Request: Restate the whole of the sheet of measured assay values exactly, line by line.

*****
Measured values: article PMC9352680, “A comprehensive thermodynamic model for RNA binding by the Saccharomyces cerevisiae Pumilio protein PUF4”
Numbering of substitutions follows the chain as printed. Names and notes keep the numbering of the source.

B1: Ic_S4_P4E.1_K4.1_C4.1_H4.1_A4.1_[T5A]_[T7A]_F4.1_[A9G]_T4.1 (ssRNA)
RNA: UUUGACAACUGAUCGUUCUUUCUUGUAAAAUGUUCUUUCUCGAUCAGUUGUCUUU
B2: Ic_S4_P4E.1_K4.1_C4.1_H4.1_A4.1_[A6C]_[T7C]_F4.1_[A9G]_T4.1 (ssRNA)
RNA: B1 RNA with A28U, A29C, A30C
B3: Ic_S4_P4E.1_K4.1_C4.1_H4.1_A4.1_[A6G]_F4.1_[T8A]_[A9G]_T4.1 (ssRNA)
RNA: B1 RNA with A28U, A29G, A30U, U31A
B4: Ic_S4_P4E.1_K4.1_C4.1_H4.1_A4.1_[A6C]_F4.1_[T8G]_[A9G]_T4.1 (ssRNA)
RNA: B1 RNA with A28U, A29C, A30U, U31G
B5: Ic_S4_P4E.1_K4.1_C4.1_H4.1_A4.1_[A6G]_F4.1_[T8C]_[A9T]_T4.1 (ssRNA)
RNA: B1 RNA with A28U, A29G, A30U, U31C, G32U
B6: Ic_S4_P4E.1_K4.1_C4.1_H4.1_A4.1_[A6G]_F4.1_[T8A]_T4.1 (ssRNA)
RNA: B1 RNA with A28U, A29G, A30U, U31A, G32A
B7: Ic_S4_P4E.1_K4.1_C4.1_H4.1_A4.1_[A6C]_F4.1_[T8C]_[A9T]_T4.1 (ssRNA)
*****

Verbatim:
Measured values: article PMC9352680, “A comprehensive thermodynamic model for RNA binding by the Saccharomyces cerevisiae Pumilio protein PUF4”
Numbering of substitutions follows the chain as printed. Names and notes keep the numbering of the source.

B1: Ic_S4_P4E.1_K4.1_C4.1_H4.1_A4.1_[T5A]_[T7A]_F4.1_[A9G]_T4.1 (ssRNA)
RNA: UUUGACAACUGAUCGUUCUUUCUUGUAAAAUGUUCUUUCUCGAUCAGUUGUCUUU
B2: Ic_S4_P4E.1_K4.1_C4.1_H4.1_A4.1_[A6C]_[T7C]_F4.1_[A9G]_T4.1 (ssRNA)
RNA: B1 RNA with A28U, A29C, A30C
B3: Ic_S4_P4E.1_K4.1_C4.1_H4.1_A4.1_[A6G]_F4.1_[T8A]_[A9G]_T4.1 (ssRNA)
RNA: B1 RNA with A28U, A29G, A30U, U31A
B4: Ic_S4_P4E.1_K4.1_C4.1_H4.1_A4.1_[A6C]_F4.1_[T8G]_[A9G]_T4.1 (ssRNA)
RNA: B1 RNA with A28U, A29C, A30U, U31G
B5: Ic_S4_P4E.1_K4.1_C4.1_H4.1_A4.1_[A6G]_F4.1_[T8C]_[A9T]_T4.1 (ssRNA)
RNA: B1 RNA with A28U, A29G, A30U, U31C, G32U
B6: Ic_S4_P4E.1_K4.1_C4.1_H4.1_A4.1_[A6G]_F4.1_[T8A]_T4.1 (ssRNA)
RNA: B1 RNA with A28U, A29G, A30U, U31A, G32A
B7: Ic_S4_P4E.1_K4.1_C4.1_H4.1_A4.1_[A6C]_F4.1_[T8C]_[A9T]_T4.1 (ssRNA)